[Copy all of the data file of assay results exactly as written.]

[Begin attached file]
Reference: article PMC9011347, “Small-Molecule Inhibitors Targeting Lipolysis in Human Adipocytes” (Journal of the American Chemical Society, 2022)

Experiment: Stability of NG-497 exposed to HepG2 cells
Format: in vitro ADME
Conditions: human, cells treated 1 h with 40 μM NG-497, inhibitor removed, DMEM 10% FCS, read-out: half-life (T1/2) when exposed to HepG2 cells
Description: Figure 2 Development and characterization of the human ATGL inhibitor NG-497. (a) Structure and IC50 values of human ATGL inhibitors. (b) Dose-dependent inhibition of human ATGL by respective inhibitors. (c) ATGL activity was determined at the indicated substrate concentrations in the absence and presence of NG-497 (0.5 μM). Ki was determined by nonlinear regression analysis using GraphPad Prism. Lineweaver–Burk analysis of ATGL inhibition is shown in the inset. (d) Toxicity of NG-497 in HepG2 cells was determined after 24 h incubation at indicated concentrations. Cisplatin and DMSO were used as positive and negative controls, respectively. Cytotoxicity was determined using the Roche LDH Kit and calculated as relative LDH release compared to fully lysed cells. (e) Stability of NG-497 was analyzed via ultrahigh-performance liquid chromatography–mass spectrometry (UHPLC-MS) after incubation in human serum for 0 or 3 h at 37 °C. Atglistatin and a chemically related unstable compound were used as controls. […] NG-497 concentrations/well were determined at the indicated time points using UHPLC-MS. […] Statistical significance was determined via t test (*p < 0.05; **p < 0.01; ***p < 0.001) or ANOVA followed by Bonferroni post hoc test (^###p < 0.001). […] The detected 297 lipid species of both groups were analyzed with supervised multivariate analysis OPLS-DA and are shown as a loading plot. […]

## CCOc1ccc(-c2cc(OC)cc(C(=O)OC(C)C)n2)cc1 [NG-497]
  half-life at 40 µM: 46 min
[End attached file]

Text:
Reference: article PMC9011347, “Small-Molecule Inhibitors Targeting Lipolysis in Human Adipocytes” (Journal of the American Chemical Society, 2022)

Experiment: Stability of NG-497 exposed to HepG2 cells
Format: in vitro ADME
Conditions: human, cells treated 1 h with 40 μM NG-497, inhibitor removed, DMEM 10% FCS, read-out: half-life (T1/2) when exposed to HepG2 cells
Description: Figure 2 Development and characterization of the human ATGL inhibitor NG-497. (a) Structure and IC50 values of human ATGL inhibitors. (b) Dose-dependent inhibition of human ATGL by respective inhibitors. (c) ATGL activity was determined at the indicated substrate concentrations in the absence and presence of NG-497 (0.5 μM). Ki was determined by nonlinear regression analysis using GraphPad Prism. Lineweaver–Burk analysis of ATGL inhibition is shown in the inset. (d) Toxicity of NG-497 in HepG2 cells was determined after 24 h incubation at indicated concentrations. Cisplatin and DMSO were used as positive and negative controls, respectively. Cytotoxicity was determined using the Roche LDH Kit and calculated as relative LDH release compared to fully lysed cells. (e) Stability of NG-497 was analyzed via ultrahigh-performance liquid chromatography–mass spectrometry (UHPLC-MS) after incubation in human serum for 0 or 3 h at 37 °C. Atglistatin and a chemically related unstable compound were used as controls. […] NG-497 concentrations/well were determined at the indicated time points using UHPLC-MS. […] Statistical significance was determined via t test (*p < 0.05; **p < 0.01; ***p < 0.001) or ANOVA followed by Bonferroni post hoc test (^###p < 0.001). […] The detected 297 lipid species of both groups were analyzed with supervised multivariate analysis OPLS-DA and are shown as a loading plot. […]

## CCOc1ccc(-c2cc(OC)cc(C(=O)OC(C)C)n2)cc1 [NG-497]
  half-life at 40 µM: 46 min